I’m going to touch on politics today to make a work-related point. If you don’t even want to think about American politics (and honestly, I don’t blame you), feel free to go through previous entries or wait until Thursday. If you don’t want to read the whole thing, the short version is that there is value to be had in having friends or associates who support you but don’t necessarily agree with you.
The Political Part
Meanwhile, for those with stronger stomachs, I’ll go into a little more detail. I happen to be a gentleman of the libertarian right (for my international readers, that means center-right with a preference for smaller government and a distaste for populism). As such, I appreciate reading news that leans in my direction, argues cogently, and offers its opinions entertainingly.
A magazine I’ve read pretty much since it came out–The Weekly Standard–fit that definition. TWS closed this week after 23 years in publication. One might like them, hate them, ignore them, or never have heard of them, but in their opposition to the behavior and actions of the President, they provided a useful and necessary contrast. I’ve not always agreed with their opinions, either, but I believe the political landscape is diminished by their closure.
Looked at from a personal or professional view, we all have or should cultivate a network of advisors whom we trust to provide us advice. They might not always agree with us, but they should share some similar knowledge, ideals, and interest in improving our lives.
The Professional/Personal Part
Like organizations or nations, we will likely cultivate some opponents in our lives as well: groups or individuals who will never support our success nor have our best interests at heart. These individuals or groups will disagree with us reflexively and even seek to undermine our success. That opposition can be instructive in itself, as we must learn to navigate around or make accommodations peacefully with people who disagree with us.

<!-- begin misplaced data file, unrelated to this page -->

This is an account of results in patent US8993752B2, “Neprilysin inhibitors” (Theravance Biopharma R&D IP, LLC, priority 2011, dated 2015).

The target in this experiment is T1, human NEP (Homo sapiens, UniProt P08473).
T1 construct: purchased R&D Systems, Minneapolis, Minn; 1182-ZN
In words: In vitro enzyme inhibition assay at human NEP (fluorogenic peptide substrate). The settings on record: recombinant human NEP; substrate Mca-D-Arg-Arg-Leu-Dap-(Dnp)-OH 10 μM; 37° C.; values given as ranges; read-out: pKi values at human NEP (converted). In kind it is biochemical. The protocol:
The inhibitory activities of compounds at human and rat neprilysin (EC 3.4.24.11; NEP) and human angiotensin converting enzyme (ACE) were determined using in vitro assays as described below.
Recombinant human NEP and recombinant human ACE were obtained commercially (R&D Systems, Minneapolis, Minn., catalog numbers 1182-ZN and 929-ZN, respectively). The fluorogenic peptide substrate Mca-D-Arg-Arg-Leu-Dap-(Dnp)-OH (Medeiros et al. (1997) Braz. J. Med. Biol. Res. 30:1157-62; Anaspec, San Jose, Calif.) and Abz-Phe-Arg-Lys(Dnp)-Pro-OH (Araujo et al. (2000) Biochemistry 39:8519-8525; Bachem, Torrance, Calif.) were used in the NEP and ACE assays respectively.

However, it can be vexing when someone on “our team” disagrees with us about what we’re doing or how. An important thing to remember is that they’re not out to ruin our career or derail our plans out of malice or spite. They might have seen something in our plan that is a fatal flaw that needs to be addressed or that makes the plan itself a bad idea. If they’re truly on our side, they’ll be able to explain their opposition helpfully and maybe offer suggestions on how to make things better or how to drop an idea without losing face.
You want those people in your life. They’ll keep you on track with your life or career because they have a vested personal or professional interest in your success. They will also keep us honest by pointing out when we’re erring. Managers and other leaders, especially, need to be aware of the value of a “loyal opposition” and to cultivate relationships with those individuals. Much like hiring people smarter than you, it’s not a threat to what you do–it’s to your benefit to have friends or coworkers who can offer up perspectives and ideas you haven’t considers. As General George S. Patton once said, “If everyone is thinking alike, someone isn’t thinking.” And yes, that applies in politics, too.